Wednesday, September 17, 2008

Why You Might Feel Like an Underachiever

I've had a lot of inquiries lately to coach "underachievers" and some recent comments from well-educated, young professional friends (who I know have their stuff together) point to the fact that, despite external perceptions, not all of you identify with the term overachiever and actually see yourself more as an underachiever.

This is very common. You might find yourself in one of 4 camps -
  1. You never have and never will identify as an overachiever
  2. You used to be an overachiever and feel like you're currently underachieving
  3. You don't like the term overachiever, but are ambitious and driven to succeed
  4. It comes in waves - overachiever, underachiever then back again
If you're feeling like an underachiever, here are my thoughts as to why.

Why You Might Feel Like an Underachiever:
1. You feel like an underachiever because you know you can, and should be, doing more given your potential.

2. You haven't found "your thing" yet. You're probably not in a place professionally or personally where you're being fully engaged. Once you find something meaningful and plays to your strengths, you'll be far more motivated. This could be for a career, hobby, or area of study.

3. You feel guilty wasting too much time on non-essential things. Have the discipline to say NO to things that aren't a priority and set up "systems" to help keep you on a path toward achievement, taking one step at a time (sign up for a class, automatic savings plan, personal trainer, career coach, etc.).

I believe that a large number of underachievers are just "closet achievers" waiting to be engaged. Once you find a system or a purposeful direction that works for you, you'll naturally start feeling like you want to work harder and make changes.

Small achievements lead to bigger achievements and "systems" are a great way to get started onto a path of success. Start small, stick with it, and if you need help feel free to email me!


Rob said...

I agree. I certainly feel more like an underachiever than an overachiever. I think a lot of us who look good on paper nevertheless feel like we're not living up to our potential, that we're not making a difference where we want to, that we're getting to certain of life's landmarks (e.g., turning 30) without significant accomplishments to satisfy us.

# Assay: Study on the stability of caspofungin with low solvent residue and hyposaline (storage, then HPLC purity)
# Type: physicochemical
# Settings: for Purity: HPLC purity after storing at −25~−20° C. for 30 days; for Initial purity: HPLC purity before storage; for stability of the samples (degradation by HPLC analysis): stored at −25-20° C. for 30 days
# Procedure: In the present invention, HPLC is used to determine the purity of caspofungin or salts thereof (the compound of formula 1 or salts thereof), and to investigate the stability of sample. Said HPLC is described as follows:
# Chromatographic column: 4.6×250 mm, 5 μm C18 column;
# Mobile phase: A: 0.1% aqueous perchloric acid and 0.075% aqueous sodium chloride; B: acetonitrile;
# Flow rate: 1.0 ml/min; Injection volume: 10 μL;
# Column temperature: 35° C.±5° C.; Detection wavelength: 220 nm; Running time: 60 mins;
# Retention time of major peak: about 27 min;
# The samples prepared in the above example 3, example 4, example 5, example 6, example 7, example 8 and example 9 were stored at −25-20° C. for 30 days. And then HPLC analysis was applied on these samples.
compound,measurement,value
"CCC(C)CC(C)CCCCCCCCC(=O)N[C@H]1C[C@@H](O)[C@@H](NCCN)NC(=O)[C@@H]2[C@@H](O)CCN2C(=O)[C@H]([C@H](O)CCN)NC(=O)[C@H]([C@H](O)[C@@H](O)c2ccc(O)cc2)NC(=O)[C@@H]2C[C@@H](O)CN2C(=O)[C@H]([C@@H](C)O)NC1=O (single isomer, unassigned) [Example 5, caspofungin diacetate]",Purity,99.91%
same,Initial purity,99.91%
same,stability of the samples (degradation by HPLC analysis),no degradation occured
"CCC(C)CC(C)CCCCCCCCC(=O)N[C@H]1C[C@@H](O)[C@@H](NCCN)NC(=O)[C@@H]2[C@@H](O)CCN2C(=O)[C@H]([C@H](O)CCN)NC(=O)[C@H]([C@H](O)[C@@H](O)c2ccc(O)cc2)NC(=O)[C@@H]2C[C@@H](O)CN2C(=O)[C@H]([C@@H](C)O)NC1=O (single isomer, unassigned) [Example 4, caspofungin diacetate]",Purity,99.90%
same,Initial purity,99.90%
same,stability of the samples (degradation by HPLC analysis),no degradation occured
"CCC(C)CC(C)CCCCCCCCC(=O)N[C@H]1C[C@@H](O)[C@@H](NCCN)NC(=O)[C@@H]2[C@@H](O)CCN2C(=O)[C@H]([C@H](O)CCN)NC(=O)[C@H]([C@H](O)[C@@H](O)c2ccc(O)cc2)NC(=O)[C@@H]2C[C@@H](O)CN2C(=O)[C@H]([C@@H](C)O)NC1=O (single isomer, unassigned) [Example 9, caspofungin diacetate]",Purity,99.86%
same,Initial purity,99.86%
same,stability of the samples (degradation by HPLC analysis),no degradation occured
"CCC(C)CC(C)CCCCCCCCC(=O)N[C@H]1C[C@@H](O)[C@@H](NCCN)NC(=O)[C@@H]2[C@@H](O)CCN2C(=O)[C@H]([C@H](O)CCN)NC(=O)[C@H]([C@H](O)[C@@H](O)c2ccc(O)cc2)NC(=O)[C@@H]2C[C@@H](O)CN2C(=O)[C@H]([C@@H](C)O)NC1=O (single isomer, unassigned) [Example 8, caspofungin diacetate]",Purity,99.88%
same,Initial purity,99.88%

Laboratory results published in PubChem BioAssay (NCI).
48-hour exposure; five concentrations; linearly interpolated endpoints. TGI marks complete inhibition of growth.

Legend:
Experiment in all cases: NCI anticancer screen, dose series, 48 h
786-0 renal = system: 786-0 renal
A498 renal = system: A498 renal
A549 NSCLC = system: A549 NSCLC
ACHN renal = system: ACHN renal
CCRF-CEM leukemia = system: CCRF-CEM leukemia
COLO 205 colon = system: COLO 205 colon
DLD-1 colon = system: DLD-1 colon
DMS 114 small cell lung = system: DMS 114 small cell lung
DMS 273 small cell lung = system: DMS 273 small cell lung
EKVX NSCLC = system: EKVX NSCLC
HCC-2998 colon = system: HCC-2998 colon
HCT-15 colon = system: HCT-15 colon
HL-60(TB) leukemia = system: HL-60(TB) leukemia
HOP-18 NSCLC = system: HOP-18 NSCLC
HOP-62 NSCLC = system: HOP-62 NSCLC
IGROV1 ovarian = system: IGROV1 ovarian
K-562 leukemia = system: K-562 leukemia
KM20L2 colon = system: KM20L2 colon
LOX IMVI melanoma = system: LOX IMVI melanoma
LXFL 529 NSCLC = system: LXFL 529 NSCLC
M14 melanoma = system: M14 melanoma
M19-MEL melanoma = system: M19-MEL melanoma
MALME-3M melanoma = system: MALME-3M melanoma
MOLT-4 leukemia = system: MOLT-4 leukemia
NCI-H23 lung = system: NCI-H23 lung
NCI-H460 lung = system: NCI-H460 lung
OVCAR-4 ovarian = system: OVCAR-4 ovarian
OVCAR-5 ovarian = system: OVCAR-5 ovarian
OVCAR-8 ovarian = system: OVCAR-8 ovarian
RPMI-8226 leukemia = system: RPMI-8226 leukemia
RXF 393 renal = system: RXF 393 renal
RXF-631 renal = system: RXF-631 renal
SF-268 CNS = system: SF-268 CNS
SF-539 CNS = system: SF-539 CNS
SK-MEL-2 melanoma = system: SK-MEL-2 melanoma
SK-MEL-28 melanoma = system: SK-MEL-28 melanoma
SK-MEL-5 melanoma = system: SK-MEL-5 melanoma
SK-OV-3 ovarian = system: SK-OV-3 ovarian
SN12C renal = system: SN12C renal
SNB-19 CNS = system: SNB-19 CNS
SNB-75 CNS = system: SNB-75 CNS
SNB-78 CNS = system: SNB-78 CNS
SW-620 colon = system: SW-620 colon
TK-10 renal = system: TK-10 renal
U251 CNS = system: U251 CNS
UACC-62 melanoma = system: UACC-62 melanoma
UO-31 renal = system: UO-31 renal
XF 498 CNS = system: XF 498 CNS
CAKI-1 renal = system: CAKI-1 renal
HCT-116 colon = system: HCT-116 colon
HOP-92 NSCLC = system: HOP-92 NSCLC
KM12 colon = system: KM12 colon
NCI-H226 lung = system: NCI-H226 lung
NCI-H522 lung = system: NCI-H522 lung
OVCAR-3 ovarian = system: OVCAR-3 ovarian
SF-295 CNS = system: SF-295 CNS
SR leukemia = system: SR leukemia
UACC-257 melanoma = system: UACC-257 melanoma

And I think sometimes there's stress or unhappiness at the thought that time is running out to make the changes or take the risks to strive for accomplishments that would truly satisfy us, in part because growing older means taking on responsibilities (e.g., having kids or owning a house) that require stability of career and income.

So I think a lot of people who might appear to others as overachievers not only see themselves as underachievers but also see the window of opportunity to achieve rapidly closing on them.

Maybe some of us underachieve in our own minds because we overestimate our potential (everyone thinks they're above average, but not everyone can be), but maybe also we underestimate our ability to make a difference and achieve our potential in what appear to be commonplace or boring professions and therefore are afraid to commit to them and invest ourselves in them.

JLB said...

I think this is the post I have most identified with as of late...I would say "check" to all of those things - but agree that small steps and "systems" add up quickly!!

aha said...

there's also "imposter syndrome"-- you convince yourself for one reason or other that you didn't deserve or earn your own accomplishments, you were just lucky. You and I both know more than one person who is completely, totally convinced they only got into MIT because some poor shmuck in the admissions dept came to work sick or drunk that day and just randomly accepted/rejected people. And the fact that the student went on to get graduate degrees at Stanford and other high-ranking schools was equally a mistake. And so on.

So yes, sometimes we are underachievers who are overachieving just to try to believe we're normal.